BOSTON — Citing a rise in overdose deaths, the Massachusetts Senate will create a special committee to study the application of a state law that allows the court system to commit certain individuals to inpatient substance abuse treatment facilities, the Senate president’s office announced in a press release Thursday.
According to the state Department of Health and Human Services, Section 35, as the statute is called, “permits the courts to involuntarily commit someone whose alcohol or drug use puts themselves or others at risk. Such a commitment can lead to an inpatient substance abuse treatment for a period of up to 90 days.”
“Sadly,” Senate President Therese Murray said in the release, “Section 35 often serves as a revolving door for drug addicts with many falling back to their old ways because meaningful treatment has not been available. We need to take a look at what treatment options are available in all regions of the state, if there is a need for change and how we fill that need.”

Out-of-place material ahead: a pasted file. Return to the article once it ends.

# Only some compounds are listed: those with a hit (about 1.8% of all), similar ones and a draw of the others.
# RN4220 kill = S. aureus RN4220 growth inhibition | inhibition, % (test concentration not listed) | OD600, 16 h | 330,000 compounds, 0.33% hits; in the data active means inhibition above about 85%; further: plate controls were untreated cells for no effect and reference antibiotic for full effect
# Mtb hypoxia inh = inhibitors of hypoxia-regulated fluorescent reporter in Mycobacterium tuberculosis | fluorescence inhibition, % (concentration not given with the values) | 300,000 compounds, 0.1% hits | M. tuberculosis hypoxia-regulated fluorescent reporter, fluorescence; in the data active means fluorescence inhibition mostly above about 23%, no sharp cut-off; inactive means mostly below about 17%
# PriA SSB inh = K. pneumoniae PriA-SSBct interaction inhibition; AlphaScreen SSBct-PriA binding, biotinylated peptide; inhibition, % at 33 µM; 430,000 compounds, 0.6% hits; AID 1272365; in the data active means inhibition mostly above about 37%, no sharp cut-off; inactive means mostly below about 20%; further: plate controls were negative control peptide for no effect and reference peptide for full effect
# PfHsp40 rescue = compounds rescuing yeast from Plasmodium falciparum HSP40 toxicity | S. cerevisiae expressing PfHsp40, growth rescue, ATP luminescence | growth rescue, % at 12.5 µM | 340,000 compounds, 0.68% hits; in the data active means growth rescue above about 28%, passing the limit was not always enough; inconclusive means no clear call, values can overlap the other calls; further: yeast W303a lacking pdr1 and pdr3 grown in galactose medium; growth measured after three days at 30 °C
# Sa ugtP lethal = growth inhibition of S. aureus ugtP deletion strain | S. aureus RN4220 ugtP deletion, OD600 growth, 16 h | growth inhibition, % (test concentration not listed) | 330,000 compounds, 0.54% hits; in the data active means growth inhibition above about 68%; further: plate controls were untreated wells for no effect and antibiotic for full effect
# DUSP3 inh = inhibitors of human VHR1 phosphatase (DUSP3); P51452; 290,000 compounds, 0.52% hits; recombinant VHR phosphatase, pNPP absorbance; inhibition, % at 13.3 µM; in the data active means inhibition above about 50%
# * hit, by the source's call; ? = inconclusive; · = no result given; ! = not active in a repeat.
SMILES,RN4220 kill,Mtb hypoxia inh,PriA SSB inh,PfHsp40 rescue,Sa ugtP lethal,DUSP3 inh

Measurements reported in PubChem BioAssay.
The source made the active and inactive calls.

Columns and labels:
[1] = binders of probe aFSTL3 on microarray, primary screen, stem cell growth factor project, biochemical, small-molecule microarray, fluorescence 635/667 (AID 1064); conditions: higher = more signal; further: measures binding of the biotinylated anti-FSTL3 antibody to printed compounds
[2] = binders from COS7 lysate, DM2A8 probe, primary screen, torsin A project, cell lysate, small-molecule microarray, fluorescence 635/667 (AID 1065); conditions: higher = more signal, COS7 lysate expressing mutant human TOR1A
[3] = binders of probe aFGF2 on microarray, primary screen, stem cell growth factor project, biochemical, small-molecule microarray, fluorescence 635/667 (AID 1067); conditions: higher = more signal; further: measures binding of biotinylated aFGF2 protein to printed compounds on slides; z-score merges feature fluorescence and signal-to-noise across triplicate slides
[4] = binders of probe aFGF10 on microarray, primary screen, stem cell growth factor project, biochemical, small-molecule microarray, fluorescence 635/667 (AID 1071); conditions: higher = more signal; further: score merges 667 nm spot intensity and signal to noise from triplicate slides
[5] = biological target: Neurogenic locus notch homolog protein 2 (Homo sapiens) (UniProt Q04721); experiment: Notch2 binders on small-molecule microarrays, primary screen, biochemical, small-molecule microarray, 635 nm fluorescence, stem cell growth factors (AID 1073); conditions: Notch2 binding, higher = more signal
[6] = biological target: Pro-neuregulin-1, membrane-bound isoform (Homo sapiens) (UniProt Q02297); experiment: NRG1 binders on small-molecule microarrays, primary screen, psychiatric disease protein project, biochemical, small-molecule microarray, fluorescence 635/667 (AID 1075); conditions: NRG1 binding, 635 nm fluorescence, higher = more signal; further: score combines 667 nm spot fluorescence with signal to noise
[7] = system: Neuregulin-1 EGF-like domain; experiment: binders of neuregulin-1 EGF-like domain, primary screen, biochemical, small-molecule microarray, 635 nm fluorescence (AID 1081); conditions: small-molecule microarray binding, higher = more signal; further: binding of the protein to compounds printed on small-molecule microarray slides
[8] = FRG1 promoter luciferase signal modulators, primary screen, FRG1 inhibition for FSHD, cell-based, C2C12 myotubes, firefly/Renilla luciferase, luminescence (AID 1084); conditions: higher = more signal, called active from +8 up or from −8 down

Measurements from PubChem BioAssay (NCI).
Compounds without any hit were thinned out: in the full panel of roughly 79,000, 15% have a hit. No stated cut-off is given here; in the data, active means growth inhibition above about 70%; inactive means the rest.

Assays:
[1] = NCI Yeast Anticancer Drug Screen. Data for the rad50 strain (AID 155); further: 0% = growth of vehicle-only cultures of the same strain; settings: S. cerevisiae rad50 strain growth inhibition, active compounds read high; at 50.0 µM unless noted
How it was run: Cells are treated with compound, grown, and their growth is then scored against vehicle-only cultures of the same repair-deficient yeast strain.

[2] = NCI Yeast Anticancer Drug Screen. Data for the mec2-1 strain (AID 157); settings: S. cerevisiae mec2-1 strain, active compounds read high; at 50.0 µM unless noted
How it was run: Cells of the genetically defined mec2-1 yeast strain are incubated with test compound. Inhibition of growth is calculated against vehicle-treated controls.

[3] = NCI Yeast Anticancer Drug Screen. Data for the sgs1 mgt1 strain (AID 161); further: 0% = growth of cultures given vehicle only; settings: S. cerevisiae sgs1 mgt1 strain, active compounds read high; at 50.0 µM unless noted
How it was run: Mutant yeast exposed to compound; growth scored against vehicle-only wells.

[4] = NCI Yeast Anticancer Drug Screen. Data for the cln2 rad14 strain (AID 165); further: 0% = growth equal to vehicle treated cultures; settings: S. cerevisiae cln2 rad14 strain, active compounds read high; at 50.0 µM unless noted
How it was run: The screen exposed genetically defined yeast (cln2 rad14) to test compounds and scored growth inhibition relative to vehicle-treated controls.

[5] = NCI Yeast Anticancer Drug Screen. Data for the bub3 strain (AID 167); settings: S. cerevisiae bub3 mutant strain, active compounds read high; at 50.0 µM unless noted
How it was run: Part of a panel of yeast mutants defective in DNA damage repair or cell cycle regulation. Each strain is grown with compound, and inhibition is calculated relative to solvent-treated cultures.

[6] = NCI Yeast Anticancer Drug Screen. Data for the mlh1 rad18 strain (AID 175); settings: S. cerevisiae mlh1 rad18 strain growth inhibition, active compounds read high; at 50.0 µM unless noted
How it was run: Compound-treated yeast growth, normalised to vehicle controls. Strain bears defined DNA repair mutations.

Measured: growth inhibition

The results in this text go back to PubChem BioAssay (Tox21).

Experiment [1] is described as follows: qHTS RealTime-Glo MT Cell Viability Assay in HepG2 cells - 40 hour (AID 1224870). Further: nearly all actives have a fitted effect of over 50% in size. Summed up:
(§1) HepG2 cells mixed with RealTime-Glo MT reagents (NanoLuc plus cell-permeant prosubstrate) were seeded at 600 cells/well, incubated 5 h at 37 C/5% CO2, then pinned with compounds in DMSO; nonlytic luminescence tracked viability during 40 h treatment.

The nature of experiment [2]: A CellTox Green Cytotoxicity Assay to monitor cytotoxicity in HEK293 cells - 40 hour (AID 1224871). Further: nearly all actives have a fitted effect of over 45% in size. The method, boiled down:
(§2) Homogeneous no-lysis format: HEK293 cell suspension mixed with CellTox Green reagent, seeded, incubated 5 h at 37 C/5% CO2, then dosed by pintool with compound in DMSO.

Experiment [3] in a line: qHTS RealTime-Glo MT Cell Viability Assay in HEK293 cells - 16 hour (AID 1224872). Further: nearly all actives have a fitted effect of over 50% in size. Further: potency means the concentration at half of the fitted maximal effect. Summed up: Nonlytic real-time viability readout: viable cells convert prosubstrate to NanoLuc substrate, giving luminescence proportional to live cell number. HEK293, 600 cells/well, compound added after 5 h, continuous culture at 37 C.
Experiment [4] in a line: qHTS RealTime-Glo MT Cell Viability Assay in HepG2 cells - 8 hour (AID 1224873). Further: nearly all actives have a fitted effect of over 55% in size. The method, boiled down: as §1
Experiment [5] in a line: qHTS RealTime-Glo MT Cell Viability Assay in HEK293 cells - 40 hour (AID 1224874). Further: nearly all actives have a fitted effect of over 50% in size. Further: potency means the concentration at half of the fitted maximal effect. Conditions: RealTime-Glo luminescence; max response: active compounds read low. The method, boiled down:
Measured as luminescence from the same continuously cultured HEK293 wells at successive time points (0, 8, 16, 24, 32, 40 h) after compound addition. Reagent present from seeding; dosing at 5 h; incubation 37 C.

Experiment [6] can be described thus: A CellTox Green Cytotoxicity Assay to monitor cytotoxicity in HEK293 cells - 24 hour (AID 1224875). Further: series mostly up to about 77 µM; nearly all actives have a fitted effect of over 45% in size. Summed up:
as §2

Murray said the special committee, which will be chaired by state Sen. Jennifer Flanagan, will bring together experts and issue recommendations.
The Senate president’s office said in the release:
According to Trust for America’s Health, the number of drug overdose deaths in Massachusetts has increased by 47 percent since 1999.